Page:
Another twist to the situation is that many people are not aware that they are considered a business by the IRS. If you receive an IRS Form 1099-MISC with a nonzero entry in Box 7, the IRS considers you a business. Additionally, if there is a nonzero entry in Box 3 of the same form, you may still be considered a business. This article does not pertain to C-Corps. It’s geared towards individuals operating as Sole Proprietors, Partners, or who report their business income on IRS Form 1040, Schedule C. Also, I’ve simplified the discussion because I just want to make you aware of a potential tax benefit. For a more thorough discussion of NOL, refer to the IRS Pub 536.NOL stands for Net Operating Loss; it occurs when your deductions exceed your income for the year. In the easy version, after you correctly fill out your tax return using tax software your NOL (if any) appears on Form 1045 Schedule A, Line 25. If the number here is negative, you have an NOL. Now comes the beneficially interesting part. What do you do with the NOL? An NOL can be used as an above-the-line deduction in prior and future tax years. If you’re unfamiliar with the term above-the-line, basically it’s the best kind of deduction you can have because it reduces your adjusted gross income (AGI). The carryover NOL is entered on IRS Form 1040, Line 21. Generally, you must carry the entire NOL amount to the 2 prior tax years. You start with the earliest tax year. You only use as much NOL as you need to reduce your taxable income to zero. You would have to amend the tax return or file Form 1045 Schedule A to claim the refund, but so what, you're going to get a refund. Your NOL is reduced by the amount you applied. If your still have NOL left, apply it to the next earliest tax year.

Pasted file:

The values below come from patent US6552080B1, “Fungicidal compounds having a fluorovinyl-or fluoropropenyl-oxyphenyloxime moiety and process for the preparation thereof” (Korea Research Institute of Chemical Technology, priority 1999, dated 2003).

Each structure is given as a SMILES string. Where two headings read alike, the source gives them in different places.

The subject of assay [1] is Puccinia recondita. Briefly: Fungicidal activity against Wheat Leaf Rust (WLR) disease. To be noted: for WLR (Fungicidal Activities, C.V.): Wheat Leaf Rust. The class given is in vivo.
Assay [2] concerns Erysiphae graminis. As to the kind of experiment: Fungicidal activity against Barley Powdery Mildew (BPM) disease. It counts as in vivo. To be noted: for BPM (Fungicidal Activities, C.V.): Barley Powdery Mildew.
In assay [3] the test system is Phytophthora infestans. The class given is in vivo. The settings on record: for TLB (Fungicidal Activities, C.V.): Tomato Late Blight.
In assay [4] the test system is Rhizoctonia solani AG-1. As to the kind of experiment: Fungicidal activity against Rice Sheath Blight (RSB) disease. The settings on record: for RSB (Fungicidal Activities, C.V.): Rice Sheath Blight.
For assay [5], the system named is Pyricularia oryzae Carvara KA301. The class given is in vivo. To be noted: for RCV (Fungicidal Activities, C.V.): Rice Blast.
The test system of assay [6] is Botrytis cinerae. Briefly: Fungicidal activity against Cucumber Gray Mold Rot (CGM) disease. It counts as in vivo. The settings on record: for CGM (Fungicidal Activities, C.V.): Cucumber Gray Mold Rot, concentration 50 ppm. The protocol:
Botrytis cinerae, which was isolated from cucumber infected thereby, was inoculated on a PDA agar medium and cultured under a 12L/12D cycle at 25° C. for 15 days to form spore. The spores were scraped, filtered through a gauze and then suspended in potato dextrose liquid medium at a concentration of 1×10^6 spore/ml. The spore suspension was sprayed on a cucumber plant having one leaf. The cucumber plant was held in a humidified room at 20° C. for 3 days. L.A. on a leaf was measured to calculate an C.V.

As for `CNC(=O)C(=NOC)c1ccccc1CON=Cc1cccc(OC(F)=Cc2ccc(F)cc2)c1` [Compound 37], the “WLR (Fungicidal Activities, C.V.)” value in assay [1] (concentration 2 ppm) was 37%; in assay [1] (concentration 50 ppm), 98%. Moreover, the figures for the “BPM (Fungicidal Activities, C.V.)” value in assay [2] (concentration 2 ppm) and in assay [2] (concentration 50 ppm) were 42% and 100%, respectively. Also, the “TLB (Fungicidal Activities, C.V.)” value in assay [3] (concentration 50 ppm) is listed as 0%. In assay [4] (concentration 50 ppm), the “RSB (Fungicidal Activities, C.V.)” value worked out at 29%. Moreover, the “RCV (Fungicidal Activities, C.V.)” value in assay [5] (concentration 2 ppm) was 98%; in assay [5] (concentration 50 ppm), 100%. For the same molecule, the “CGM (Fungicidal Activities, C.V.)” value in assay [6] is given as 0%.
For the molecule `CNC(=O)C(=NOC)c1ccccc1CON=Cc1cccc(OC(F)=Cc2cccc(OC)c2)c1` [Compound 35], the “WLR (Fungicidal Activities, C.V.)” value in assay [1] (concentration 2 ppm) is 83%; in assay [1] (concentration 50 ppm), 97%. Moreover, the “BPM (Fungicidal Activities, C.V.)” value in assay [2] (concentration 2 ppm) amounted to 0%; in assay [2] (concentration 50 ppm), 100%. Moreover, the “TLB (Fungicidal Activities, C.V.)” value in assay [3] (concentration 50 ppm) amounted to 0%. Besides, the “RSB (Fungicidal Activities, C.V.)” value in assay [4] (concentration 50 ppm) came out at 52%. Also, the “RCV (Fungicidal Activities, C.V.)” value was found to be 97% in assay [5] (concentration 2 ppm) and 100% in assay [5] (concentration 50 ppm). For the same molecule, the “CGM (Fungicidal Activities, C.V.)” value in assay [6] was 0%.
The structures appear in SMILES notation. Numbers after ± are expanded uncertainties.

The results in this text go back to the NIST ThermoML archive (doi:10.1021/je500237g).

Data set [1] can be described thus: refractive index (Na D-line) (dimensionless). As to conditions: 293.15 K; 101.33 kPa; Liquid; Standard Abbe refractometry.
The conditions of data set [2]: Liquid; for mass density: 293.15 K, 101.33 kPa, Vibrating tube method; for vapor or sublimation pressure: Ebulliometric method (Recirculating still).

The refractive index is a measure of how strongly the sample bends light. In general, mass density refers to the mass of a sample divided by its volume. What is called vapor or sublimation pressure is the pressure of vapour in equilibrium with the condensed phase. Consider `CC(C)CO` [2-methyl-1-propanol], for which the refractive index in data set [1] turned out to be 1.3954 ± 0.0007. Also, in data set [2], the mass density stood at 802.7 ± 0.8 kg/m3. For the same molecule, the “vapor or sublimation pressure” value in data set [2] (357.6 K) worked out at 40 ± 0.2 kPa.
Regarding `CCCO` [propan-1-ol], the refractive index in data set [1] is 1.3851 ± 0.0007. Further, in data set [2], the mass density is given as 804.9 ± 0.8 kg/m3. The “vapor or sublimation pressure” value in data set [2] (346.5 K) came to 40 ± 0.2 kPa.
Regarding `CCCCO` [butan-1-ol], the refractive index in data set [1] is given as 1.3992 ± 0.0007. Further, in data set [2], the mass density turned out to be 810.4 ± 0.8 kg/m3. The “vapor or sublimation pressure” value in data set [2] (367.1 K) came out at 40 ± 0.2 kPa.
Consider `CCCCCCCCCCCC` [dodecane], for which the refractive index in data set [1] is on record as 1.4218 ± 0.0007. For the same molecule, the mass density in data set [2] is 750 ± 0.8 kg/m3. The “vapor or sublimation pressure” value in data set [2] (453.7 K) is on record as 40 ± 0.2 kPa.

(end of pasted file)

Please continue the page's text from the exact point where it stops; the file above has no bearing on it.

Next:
If you still have NOL left after going back 2 tax years, you can apply the remaining NOL in the next 20 tax years. Also, you can carry NOL from multiple tax years. You just have to keep track of where it came from and how much is left.The IRS allows you to waive the NOL carryback. If you choose this option you must notify the IRS with a statement attached to your original return filed by the due date.
So as it turns out, if you operate a business you can “spread out” a loss in one year over multiple profitable years. This is a pretty good deal and can reduce your taxable income resulting in less tax paid. You just have to be vigilant about keeping track of the NOL and applying it at the right time and place. Or, have your return prepared by a tax pro like an Enrolled Agent.
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